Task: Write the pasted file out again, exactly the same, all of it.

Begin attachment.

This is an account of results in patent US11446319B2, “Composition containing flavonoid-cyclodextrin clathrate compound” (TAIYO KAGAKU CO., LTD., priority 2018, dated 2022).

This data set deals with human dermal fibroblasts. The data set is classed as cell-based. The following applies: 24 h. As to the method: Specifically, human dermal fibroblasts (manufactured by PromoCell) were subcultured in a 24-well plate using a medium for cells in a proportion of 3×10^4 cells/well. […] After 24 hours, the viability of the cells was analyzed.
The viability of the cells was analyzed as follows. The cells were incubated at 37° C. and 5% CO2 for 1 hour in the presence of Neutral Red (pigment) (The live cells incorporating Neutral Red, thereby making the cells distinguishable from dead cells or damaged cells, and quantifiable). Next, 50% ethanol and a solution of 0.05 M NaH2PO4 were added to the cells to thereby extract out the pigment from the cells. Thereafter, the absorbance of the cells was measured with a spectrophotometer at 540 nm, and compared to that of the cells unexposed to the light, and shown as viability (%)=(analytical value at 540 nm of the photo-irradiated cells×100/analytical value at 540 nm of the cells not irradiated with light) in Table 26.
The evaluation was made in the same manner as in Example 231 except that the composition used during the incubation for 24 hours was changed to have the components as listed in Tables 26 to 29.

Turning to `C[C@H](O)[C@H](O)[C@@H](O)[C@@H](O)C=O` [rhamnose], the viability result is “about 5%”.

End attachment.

This is an account of results in patent US11446319B2, “Composition containing flavonoid-cyclodextrin clathrate compound” (TAIYO KAGAKU CO., LTD., priority 2018, dated 2022).

This data set deals with human dermal fibroblasts. The data set is classed as cell-based. The following applies: 24 h. As to the method: Specifically, human dermal fibroblasts (manufactured by PromoCell) were subcultured in a 24-well plate using a medium for cells in a proportion of 3×10^4 cells/well. […] After 24 hours, the viability of the cells was analyzed.
The viability of the cells was analyzed as follows. The cells were incubated at 37° C. and 5% CO2 for 1 hour in the presence of Neutral Red (pigment) (The live cells incorporating Neutral Red, thereby making the cells distinguishable from dead cells or damaged cells, and quantifiable). Next, 50% ethanol and a solution of 0.05 M NaH2PO4 were added to the cells to thereby extract out the pigment from the cells. Thereafter, the absorbance of the cells was measured with a spectrophotometer at 540 nm, and compared to that of the cells unexposed to the light, and shown as viability (%)=(analytical value at 540 nm of the photo-irradiated cells×100/analytical value at 540 nm of the cells not irradiated with light) in Table 26.
The evaluation was made in the same manner as in Example 231 except that the composition used during the incubation for 24 hours was changed to have the components as listed in Tables 26 to 29.

Turning to `C[C@H](O)[C@H](O)[C@@H](O)[C@@H](O)C=O` [rhamnose], the viability result is “about 5%”.